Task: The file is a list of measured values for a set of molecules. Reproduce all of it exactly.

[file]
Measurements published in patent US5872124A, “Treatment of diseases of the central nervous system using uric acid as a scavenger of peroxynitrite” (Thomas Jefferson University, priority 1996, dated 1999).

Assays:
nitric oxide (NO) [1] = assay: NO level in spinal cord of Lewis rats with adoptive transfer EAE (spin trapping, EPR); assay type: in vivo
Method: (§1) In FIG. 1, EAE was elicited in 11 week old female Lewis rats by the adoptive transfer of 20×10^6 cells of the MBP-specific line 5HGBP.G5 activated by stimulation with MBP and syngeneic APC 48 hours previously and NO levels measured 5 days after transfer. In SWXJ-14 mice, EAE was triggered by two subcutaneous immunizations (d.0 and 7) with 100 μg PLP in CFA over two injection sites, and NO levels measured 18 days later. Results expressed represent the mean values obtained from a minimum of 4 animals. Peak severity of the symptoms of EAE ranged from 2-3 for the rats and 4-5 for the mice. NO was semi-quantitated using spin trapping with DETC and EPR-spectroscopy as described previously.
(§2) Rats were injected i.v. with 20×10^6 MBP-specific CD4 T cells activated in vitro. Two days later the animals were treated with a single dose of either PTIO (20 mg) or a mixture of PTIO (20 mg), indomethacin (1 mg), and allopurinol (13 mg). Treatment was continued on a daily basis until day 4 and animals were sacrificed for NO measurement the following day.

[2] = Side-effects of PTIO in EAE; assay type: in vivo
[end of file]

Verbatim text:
Measurements published in patent US5872124A, “Treatment of diseases of the central nervous system using uric acid as a scavenger of peroxynitrite” (Thomas Jefferson University, priority 1996, dated 1999).

Assays:
nitric oxide (NO) [1] = assay: NO level in spinal cord of Lewis rats with adoptive transfer EAE (spin trapping, EPR); assay type: in vivo
Method: (§1) In FIG. 1, EAE was elicited in 11 week old female Lewis rats by the adoptive transfer of 20×10^6 cells of the MBP-specific line 5HGBP.G5 activated by stimulation with MBP and syngeneic APC 48 hours previously and NO levels measured 5 days after transfer. In SWXJ-14 mice, EAE was triggered by two subcutaneous immunizations (d.0 and 7) with 100 μg PLP in CFA over two injection sites, and NO levels measured 18 days later. Results expressed represent the mean values obtained from a minimum of 4 animals. Peak severity of the symptoms of EAE ranged from 2-3 for the rats and 4-5 for the mice. NO was semi-quantitated using spin trapping with DETC and EPR-spectroscopy as described previously.
(§2) Rats were injected i.v. with 20×10^6 MBP-specific CD4 T cells activated in vitro. Two days later the animals were treated with a single dose of either PTIO (20 mg) or a mixture of PTIO (20 mg), indomethacin (1 mg), and allopurinol (13 mg). Treatment was continued on a daily basis until day 4 and animals were sacrificed for NO measurement the following day.

[2] = Side-effects of PTIO in EAE; assay type: in vivo